39. Aria Grace - Omega On Tap: A Non Shifter Alpha Omega MPreg Romance (Oak Grove Book 1) (English Edition) (R$ 14,81)
  40. Blair Babylon - Once Upon A Time: Billionaires in Disguise: Flicka (Runaway Princess Book 1) (English Edition) (R$ 1,99)
  41. Paige Powers - One Destiny Box Set (English Edition) (R$ 24,99)
  42. Doris Baker - Picture It! Basic Math to Make More Money (English Edition) (R$ 9,57)
  43. Reed James - Pregnant MILF Delight (Teacher Futa Seduction 1) (English Edition) (R$ 11,26)
  44. Ye Tian - Prepare for the IELTS Exam in 5 Days (English Edition) (R$ 3,44)
  45. Lorelei M. Hart - Remember Me, Omega: An Mpreg Romance (English Edition) (R$ 16,16)
  46. Skye Warren - ROUGH: A Dark Romantic Comedy (Chicago Underground Book 1) (English Edition) (R$ 11,15)
  47. Meenakshi Narang - Self-Hypnosis: Learn Basic Techniques for Personal Transformation (English Edition) (R$ 9,09)
  48. Jennifer L. Hart - Skeletons in the Closet (Laundry Hag Series, Book 1) (R$ 11,3)
  49. Rowen Grey - Squatting and Birthing for Sir: An erotic romantic BDSM home birth story (English Edition) (R$ 11,09)
  50. 14 Peaks - Stretching Your Limits III: Gymnastics Stretching: Build strength and flexibility for powerful gymnastics (English Edition) (R$ 11,28)
  51. Stacy Eaton - Tangled in Tinsel: The Celebration Series, Book 1 (English Edition) (R$ 3,28)
  52. Jonathan Baker - The 21-Day Sugar Detox Guide & Cookbook: The Complete Guide To Destroy Sugar Cravings, Lose Weight And Feel Great All The Time (English Edition) (R$ 11,28)
  53. Sidney Mazzi - The Art of Hunting Humans: A radical and confronting explanation of the human mind (English Edition) (R$ 24,99)
  54. de Luna, Paolo Jose - The Beginnings and Benefits of Acupuncture: Health Problems That Can Be Treated Using Acupuncture, Acupunture Points and Procedure, Safety and Side Effects of Acupuncture (English Edition) (R$ 9,53)
  55. Kenneth Pua - The Latter Stage Jeet Kune Do: Bruce Lee's Martial Arts, Fist of Fury (English Edition) (R$ 14,02)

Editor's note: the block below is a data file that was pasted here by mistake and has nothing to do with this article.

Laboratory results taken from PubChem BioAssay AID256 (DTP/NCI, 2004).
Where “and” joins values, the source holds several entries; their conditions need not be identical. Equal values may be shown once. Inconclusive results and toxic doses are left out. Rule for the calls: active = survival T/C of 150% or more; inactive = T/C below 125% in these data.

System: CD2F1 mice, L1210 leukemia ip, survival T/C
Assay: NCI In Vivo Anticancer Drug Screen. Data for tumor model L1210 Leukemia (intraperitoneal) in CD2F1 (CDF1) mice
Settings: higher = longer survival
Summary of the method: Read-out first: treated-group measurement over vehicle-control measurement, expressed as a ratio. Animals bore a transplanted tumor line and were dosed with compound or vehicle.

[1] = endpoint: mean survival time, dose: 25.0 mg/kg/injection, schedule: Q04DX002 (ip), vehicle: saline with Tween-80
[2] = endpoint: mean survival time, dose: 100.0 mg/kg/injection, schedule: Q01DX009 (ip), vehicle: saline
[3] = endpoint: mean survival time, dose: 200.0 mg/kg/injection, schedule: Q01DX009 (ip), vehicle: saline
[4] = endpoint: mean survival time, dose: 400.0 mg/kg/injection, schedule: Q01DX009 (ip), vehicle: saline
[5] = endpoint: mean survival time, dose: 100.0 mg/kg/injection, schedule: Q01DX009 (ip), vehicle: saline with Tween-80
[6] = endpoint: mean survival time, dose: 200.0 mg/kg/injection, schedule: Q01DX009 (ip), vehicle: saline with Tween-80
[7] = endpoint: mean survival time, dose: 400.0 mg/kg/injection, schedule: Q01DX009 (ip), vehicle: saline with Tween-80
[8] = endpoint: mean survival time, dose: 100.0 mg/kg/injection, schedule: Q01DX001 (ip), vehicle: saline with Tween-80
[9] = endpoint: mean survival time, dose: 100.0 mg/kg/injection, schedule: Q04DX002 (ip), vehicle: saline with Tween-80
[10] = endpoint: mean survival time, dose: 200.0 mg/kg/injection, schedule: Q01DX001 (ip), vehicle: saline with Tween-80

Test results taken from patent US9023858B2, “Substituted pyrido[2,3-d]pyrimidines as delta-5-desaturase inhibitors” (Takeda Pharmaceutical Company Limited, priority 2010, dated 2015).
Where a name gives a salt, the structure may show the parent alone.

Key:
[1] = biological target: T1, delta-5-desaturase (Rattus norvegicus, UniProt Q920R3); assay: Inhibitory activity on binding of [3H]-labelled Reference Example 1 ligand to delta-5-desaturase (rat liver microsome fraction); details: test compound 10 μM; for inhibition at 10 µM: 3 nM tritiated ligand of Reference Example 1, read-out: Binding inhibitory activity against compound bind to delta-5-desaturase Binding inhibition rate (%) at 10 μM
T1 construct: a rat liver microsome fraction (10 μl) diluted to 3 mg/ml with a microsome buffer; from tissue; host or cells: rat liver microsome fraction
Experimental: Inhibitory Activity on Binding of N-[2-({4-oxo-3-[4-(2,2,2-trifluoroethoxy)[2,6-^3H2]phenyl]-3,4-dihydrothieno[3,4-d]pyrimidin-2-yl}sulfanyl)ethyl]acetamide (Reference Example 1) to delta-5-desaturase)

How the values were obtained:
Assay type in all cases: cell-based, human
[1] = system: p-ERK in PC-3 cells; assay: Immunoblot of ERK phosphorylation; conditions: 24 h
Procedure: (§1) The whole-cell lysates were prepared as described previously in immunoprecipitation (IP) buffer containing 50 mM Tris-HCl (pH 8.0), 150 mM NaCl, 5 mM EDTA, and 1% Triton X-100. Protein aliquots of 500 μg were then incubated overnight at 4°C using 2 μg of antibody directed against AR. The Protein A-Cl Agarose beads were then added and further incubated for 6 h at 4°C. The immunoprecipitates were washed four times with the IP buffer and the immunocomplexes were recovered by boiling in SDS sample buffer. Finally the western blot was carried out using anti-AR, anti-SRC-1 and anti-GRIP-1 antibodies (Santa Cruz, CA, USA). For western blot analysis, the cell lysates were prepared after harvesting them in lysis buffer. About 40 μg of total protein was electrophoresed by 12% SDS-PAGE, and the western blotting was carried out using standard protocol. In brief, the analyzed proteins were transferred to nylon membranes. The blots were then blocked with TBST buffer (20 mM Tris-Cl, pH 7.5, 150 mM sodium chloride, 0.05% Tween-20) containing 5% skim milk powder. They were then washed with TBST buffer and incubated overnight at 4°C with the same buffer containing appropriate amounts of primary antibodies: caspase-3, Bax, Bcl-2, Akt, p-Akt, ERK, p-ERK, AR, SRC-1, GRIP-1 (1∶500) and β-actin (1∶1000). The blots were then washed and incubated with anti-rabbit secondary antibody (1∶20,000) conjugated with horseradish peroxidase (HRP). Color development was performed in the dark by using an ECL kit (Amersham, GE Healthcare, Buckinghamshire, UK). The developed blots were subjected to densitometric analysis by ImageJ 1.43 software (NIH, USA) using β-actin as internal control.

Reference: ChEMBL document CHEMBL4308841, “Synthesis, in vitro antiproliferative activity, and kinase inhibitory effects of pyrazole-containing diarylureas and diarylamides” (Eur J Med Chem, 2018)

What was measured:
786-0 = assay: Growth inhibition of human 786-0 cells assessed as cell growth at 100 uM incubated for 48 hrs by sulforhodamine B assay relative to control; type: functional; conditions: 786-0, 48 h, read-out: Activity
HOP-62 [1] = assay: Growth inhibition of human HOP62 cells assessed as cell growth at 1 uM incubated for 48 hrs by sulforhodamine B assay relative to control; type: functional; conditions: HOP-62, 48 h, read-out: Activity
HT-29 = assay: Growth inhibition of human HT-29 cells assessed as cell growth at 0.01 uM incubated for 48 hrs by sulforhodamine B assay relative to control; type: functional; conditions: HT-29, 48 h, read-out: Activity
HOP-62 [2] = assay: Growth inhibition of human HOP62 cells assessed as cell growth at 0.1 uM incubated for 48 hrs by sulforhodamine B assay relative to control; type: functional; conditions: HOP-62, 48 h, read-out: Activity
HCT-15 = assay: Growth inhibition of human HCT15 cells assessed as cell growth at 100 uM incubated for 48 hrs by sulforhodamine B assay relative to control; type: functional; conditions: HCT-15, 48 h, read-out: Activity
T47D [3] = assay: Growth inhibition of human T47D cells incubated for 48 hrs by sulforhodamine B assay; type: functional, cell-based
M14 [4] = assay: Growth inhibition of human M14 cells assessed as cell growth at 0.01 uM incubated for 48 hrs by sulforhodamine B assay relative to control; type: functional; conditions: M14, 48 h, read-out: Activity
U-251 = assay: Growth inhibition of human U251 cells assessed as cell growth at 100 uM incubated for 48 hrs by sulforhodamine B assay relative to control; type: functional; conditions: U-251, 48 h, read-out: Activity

56. Rachel Higginson - The Opposite of You (The Opposites Attract Series Book 1) (English Edition) (R$ 15,43)
  57. Claire Contreras - Then There Was You (Second Chances Duet Book 1) (English Edition) (R$ 13,25)
  58. Aria Grace - Twelve For Two Hundred (Men of the Vault Book 1) (English Edition) (R$ 12,59)
  59. Nick May - Win @ Work: Type Faster, Do More with Less, and Amaze Your Boss with your Productivity (English Edition) (R$ 19,18)
  60. G. Bailey - Winter's Guardian (Her Guardians Series Book 1) (English Edition) (R$ 3,75)
submitted by renaum to FicouGratis [link] [comments]

Daily Trading Thread - Wednesday 2.7.18

Hi everyone! Thanks for joining. This sub is for active traders of crypto and stocks, those looking to make a fat YUGE profit. While all are welcome, we are more geared for traders with a serious mindset. Post your ideas for today here.
Follow us on StockTwits and chat live on our Discord: trader chat.
Wiki: resources
FEB 7th WED Fear & Greed Index
Economic Calendar: Results & More
Time Release For Actual Expected Prior
7:00:00 AM MBA Mortgage Applications Index 43,134.00 0.01 NA -0.03
10:30:00 AM Crude Inventories 43,134.00 - NA NA
3:00:00 PM Consumer Credit Dec - $18.0B $20.0B
Ex-Dividend: Calendar
AMG Affiliated Manag Rg $0.30 0.42%
AROC Archrock $0.12 0.00%
BCO Brinks Rg $0.15 0.71%
CVCY Central Valley B Rg $0.07 1.25%
EBTC Enterprise Banco Rg $0.15 0.00%
ETR Entergy Rg $0.89 4.80%
GHC Graham Hldg Rg $1.33 0.87%
GNL Glbl Net Lease - Registered $0.18 11.90%
HTBK Heritage Commerc Rg $0.11 2.61%
KBH KB Home Rg $0.03 0.28%
MATX Matson Rg $0.20 2.18%
MBTF MBT Finl Rg $0.66 8.64%
OFED Oconee Fed Finl Rg $0.10 1.40%
PGC Peapack Gladston Rg $0.05 0.00%
RGA Reinsurnce Gr Am Rg $0.50 1.32%
RMD Resmed Rg $0.35 1.43%
SBUX Starbucks Rg $0.30 1.90%